The Offbeat Bride: Ashley, Nanny/Crafter/Chocolate Maker
Her offbeat partner: Josh, Caterer/Rapper/Producer
Date and location of wedding: Armory Arts Village (formerly the first state prison in Michigan), Jackson, MI — September 22, 2012
Our offbeat wedding at a glance: As a crafter, I knew early on that our wedding would be deep in the DIY. I did not realize I would still be crafting half an hour before the ceremony! From the 1000 paper cranes, to the hand-cut chair ties, to painting Josh's shoes, I had my hands in just about everything.
All the flowers (except the baby's breath) were made from coffee filters. The cake topper was made out of found objects, and the objects used represented who we are as people. He was made from technology and food, I was made of craft supplies, and we were surrounded by music. I also designed and sewed my bridesmaid's sashes and my hair do-dads.
My amazing brother and sister-in-law home-brewed all the beer, wine, and soda for the event. My father-in-law built our altar/photo booth. More good friends handled the lighting, DJing, and catering. It was a day that everyone built together. It still warms the cockles of my heart to think about how hard everyone worked.
Our venue, The Armory Arts Village, was the first state prison in Michigan, dating back to the Civil War, and is now an artists' community. The space where the wedding was held is what the artists' now use for their gallery showings, but was once the original prison. The walls are the original stone, and you can still see the holes where the bars used to be. The chandeliers in the venue are made from old wagon wheels, also dating back to the Civil War, that were made in the old carriage wheel factory that is next door. The venue was redone during World War II, and now boasts a '40s-era bandstand stage, and an amazingly fun wallpaper border with caricatured bullets and American flags. On top of it all, the place was a STEAL at $100 an hour.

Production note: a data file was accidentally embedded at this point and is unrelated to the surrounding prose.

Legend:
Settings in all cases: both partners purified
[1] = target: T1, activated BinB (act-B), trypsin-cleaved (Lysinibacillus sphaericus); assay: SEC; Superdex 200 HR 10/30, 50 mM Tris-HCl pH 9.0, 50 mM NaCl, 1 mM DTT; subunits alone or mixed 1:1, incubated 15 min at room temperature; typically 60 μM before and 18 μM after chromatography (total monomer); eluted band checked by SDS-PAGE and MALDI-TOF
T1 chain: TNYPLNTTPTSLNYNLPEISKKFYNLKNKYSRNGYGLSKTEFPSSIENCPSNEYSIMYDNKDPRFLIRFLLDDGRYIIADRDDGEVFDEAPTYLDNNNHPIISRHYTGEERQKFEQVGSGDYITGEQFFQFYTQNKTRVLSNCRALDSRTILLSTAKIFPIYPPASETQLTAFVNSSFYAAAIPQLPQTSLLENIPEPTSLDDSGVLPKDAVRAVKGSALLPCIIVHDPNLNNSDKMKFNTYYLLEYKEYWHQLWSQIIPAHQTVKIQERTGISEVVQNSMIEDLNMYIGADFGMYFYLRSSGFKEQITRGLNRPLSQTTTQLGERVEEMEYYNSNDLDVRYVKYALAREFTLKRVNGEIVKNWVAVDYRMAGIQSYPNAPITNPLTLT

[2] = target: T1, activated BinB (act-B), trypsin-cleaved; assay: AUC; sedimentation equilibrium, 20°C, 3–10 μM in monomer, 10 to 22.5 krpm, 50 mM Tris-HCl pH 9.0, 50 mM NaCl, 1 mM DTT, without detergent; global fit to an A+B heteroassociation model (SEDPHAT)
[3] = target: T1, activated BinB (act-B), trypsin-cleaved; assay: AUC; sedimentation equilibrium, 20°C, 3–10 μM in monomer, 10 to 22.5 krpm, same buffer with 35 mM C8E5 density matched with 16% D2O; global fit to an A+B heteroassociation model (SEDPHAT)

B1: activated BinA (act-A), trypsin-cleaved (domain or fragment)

Tell us about the ceremony: Since Josh is a rapper and I'm into theater, we decided our processional should be a bit theatrical as well. Our processional song was Queen's “Somebody To Love” and each member of our wedding party danced down the aisle alone, including myself. Once they all had made it to the altar, the crescendo of the song had begun, and they all stamped and clapped along with the build-up. When Freddie finally sings his “SOMEBODY TOOOOO” I stepped out and lip sang along into my bouquet.
Josh's aunt officiated. We had a ring warming, and my mom and aunt performed “Naked As We Came” by Iron and Wine. Josh's best friend Sayrd, who he has known since he was two weeks old, read “A Lovely Love Story” by Edward Monkton. Our other good friend Paul read a version of Aristophanes's speech from Plato's Symposium.
At the end, we personalized the vows to say, “Do you Ashley, take this tall, beardy, food-obsessed, beer guzzling, white rapper to be your husband, whether times are good or bad, happy or sad? And Josh, do you take this tiny, fiesty, overly-emotional, chocolate-addicted, craft explosion to be your wife, whether times are good or bad, happy or sad?”